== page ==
I leant upon a coppice gate When Frost was spectre-grey, And Winter's dregs made desolate The weakening eye of day. The tangled bine-stems scored the sky Like strings of broken lyres, And all mankind that haunted nigh Had sought their household fires. The land's sharp features seemed to be The Century's corpse outleant, His crypt the cloudy canopy, The wind his death-lament. The ancient pulse of germ and birth Was shrunken hard and dry, And every spirit upon earth Seemed fervourless as I. At once a voice arose among The bleak twigs overhead In a full-hearted evensong Of joy illimited; And age`d thrush, frail, gaunt, and small, In blast-beruffled plume, Had chosen thus to fling his soul Upon the growing gloom. So little cause for carolings Of such ecstatic sound Was written on terrestrial things Afar or nigh around, That I could think there trembled through His happy good-night air Some blessed Hope, whereof he knew And I was unaware. (1900)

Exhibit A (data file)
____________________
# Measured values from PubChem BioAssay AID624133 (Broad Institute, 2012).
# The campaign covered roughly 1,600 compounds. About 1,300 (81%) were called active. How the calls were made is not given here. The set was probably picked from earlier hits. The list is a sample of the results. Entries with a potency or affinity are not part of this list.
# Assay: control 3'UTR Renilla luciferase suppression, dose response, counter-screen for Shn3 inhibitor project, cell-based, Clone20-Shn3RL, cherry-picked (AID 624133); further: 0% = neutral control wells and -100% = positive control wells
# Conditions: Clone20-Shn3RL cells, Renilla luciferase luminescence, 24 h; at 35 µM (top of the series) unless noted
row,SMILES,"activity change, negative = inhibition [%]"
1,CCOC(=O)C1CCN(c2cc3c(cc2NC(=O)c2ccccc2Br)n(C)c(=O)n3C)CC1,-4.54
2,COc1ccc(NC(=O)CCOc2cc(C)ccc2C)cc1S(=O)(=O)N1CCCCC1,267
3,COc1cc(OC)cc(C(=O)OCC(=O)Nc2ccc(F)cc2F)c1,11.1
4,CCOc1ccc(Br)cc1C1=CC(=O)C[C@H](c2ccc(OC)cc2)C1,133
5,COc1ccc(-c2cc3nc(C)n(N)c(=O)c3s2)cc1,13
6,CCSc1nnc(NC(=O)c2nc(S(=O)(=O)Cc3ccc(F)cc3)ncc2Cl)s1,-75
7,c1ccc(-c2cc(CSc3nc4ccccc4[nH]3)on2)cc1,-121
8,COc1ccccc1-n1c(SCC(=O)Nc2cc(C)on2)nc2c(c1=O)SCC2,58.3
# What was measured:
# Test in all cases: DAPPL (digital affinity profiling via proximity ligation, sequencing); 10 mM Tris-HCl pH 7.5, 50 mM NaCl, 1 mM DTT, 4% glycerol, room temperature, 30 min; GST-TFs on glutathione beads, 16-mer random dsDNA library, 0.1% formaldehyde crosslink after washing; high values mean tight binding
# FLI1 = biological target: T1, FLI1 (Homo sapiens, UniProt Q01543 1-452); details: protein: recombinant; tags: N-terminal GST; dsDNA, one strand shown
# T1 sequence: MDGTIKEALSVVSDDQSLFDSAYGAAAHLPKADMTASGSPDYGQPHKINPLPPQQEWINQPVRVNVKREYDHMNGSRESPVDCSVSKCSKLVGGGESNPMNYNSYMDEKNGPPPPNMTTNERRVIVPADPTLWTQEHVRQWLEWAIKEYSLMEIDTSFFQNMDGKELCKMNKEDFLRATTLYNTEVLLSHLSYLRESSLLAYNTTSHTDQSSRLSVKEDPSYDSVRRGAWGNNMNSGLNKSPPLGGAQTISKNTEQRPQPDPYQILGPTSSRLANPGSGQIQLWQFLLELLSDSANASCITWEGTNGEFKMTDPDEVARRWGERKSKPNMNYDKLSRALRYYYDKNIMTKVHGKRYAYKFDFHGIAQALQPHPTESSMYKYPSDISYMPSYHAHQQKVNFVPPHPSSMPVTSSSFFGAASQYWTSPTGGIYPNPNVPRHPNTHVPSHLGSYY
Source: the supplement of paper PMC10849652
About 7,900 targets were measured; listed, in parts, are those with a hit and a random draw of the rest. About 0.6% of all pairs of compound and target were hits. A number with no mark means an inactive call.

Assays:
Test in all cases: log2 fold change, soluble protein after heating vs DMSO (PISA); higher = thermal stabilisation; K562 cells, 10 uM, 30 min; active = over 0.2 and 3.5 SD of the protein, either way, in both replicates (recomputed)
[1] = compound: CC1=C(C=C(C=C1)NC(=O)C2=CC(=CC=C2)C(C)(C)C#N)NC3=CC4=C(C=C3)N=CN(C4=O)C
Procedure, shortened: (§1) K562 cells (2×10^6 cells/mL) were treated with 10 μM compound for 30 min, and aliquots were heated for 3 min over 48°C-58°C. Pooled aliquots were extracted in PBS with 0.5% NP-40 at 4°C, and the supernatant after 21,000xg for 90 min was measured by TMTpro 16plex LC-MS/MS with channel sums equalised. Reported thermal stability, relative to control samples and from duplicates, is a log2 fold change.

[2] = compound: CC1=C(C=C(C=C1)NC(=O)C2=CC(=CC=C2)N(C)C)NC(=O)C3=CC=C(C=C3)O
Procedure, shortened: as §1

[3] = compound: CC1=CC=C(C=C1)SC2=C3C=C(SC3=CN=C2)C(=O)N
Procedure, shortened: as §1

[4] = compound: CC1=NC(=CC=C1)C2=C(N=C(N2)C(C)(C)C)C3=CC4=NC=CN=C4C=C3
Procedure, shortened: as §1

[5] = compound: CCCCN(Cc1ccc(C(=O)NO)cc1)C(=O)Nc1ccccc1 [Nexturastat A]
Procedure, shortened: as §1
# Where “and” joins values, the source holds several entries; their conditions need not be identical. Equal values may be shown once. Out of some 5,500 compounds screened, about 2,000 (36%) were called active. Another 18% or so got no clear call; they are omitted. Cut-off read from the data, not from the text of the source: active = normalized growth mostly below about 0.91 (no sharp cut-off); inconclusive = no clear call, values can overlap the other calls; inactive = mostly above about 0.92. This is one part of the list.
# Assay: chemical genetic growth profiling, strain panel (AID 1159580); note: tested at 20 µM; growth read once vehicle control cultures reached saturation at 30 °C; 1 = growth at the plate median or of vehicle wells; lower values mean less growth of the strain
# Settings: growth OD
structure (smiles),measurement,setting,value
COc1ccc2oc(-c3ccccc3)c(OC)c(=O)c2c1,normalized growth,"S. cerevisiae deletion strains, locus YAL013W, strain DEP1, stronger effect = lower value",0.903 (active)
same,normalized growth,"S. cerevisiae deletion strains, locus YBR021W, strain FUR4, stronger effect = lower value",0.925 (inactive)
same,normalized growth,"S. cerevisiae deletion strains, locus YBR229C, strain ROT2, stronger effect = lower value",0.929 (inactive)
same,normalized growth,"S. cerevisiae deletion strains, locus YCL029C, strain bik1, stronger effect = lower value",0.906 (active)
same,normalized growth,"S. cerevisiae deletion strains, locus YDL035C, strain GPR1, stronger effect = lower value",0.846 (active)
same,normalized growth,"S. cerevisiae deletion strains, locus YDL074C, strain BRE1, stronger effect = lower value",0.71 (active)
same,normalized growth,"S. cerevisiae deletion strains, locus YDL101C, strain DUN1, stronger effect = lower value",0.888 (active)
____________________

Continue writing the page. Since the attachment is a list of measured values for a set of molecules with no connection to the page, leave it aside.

Ah, are you digging on my grave?

"Ah, are you digging on my grave,
My loved one? -- planting rue?"
-- "No: yesterday he went to wed
One of the brightest wealth has bred.
'It cannot hurt her now,' he said,
'That I should not be true.'"

"Then who is digging on my grave,
My nearest dearest kin?"
-- "Ah, no: they sit and think, 'What use!
What good will planting flowers produce?
No tendance of her mound can loose
Her spirit from Death's gin.'"

"But someone digs upon my grave?